I hate to be Cassandra yet again, but Amber Rudd has made the wrong decision in appointing Alexis Jay as the new Chairman (and like it or not, “Chairman” is the word used in the Inquiries Act 2005 under which she has been appointed) of the “independent inquiry into child sexual abuse” (“IICSA”); and Professor Jay was wrong to accept the appointment.
This is not, as some have suggested, because a social worker like Professor Jay is in some way compromised when the Inquiry examines the conduct of other social workers. She has in fact been an inspector of social work since 2005, criticism of other social workers has been her business for some time and she is well qualified to comment on social work failings should she come across any.
Nor is it because of any personal failings. Many of those who have worked with Prof Jay speak highly of her, and her report into sexual exploitation in Rotherham between 1997 and 2013 has been widely praised. Continue reading “Professor Jay was brave but wrong to agree to chair the child abuse inquiry”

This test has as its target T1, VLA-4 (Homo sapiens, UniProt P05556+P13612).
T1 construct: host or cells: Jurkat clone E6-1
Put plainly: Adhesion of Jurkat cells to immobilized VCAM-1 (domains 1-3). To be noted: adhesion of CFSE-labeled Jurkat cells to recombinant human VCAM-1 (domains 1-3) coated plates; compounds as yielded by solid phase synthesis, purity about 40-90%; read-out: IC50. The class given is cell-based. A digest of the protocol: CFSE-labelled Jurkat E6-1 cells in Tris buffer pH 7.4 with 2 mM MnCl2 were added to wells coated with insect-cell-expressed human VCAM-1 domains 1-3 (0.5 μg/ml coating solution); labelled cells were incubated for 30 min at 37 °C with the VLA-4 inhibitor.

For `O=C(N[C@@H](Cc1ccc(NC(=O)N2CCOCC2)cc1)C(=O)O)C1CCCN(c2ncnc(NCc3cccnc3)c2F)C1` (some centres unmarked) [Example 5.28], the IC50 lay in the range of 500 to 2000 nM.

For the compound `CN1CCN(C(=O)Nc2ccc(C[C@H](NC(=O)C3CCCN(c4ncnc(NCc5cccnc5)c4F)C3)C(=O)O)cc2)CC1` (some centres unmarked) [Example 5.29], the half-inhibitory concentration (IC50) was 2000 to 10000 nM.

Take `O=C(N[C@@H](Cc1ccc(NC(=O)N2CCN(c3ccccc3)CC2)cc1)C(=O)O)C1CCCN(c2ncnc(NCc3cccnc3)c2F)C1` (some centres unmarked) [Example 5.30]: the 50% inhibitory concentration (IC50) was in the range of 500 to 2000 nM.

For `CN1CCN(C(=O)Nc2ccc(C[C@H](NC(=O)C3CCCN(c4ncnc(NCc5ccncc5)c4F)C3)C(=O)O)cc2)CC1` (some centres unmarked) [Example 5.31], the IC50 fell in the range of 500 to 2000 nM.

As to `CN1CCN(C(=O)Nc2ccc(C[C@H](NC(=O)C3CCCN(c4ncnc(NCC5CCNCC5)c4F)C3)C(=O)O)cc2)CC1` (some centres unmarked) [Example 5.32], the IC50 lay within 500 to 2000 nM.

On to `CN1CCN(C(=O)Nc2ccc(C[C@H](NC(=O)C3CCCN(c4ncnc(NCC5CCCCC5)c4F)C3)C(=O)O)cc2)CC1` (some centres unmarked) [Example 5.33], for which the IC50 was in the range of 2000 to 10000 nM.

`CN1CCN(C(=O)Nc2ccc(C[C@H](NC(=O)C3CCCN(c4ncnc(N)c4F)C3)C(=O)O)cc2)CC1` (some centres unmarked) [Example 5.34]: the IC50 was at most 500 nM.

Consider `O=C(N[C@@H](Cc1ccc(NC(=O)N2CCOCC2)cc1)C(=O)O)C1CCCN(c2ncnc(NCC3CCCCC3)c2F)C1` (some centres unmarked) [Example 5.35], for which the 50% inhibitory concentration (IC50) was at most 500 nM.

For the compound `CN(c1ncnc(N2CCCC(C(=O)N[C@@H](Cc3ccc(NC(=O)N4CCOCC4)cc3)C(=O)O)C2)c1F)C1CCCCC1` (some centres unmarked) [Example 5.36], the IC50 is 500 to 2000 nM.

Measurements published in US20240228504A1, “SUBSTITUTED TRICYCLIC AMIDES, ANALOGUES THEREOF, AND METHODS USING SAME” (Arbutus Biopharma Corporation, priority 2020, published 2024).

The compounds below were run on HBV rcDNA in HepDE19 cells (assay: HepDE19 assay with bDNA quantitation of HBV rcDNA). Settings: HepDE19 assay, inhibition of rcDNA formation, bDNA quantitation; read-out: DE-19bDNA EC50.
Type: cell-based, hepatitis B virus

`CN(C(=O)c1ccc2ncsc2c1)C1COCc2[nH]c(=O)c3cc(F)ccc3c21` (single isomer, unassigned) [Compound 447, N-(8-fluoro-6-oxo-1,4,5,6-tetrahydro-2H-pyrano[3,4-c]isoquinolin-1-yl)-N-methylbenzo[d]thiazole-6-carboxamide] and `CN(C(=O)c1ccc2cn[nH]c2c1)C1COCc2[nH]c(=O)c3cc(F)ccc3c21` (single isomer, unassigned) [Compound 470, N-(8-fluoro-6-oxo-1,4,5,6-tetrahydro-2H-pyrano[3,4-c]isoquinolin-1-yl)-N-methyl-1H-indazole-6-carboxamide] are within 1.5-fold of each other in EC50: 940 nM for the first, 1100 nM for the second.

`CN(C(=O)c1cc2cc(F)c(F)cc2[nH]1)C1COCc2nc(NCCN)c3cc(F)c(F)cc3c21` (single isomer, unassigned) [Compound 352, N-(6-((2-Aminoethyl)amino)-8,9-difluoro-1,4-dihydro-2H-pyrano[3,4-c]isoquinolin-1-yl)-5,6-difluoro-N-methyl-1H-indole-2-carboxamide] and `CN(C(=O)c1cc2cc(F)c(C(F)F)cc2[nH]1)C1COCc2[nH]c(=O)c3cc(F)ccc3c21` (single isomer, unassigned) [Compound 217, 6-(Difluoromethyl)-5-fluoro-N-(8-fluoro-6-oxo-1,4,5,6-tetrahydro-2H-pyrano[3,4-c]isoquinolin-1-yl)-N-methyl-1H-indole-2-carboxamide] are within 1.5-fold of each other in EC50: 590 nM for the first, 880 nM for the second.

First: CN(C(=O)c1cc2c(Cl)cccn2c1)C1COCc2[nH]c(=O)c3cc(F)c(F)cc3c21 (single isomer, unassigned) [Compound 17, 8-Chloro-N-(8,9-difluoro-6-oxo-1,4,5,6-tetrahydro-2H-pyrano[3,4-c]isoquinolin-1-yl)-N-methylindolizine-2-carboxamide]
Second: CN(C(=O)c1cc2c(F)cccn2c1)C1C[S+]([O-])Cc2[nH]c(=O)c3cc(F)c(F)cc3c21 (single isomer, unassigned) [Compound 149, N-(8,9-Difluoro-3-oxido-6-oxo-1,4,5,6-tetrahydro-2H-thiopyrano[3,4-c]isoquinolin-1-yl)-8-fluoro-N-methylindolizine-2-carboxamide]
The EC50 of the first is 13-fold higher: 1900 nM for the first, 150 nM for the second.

Justice Lowell Goddard’s resignation as the Chair of the Independent Inquiry into Child Sexual Abuse has taken us by surprise, but it should not have done. Over 2 years have now passed since Theresa May announced the inquiry, and so far it has achieved almost nothing tangible at all, except to lurch from crisis to crisis: it has now lost with 3 chairs, various “panel members”, and an unquantifiable tranche of written evidence submitted between 14th September and 2nd October last year which was “instantly and permanently deleted” due to a computer malfunction.
In due course it may become clear whether the new Home Secretary, Amber Rudd, pushed her, or whether Goddard simply decided enough was enough: the news yesterday that she had spent 70 days of the last year out of the country, suggests that she had little appetite for the job and my hunch is that she simply decided to walk away. Continue reading “Goddard was right to resign. The child sex inquiry now needs a complete reboot.”
Oxford University law students have asked to be protected from distressing material that may crop up in their studies of the criminal law. Lecturers have been told that they must issue “trigger warnings” before lecturing on subjects that may – it is claimed – lead vulnerable students into depressive episodes or even suicide. Students thus forewarned can either steel themselves to what follows, or, as some are now doing, skip the lecture altogether. The directive is primarily aimed at students studying criminal law. Continue reading “Trigger warnings are an insidious threat to academic freedom”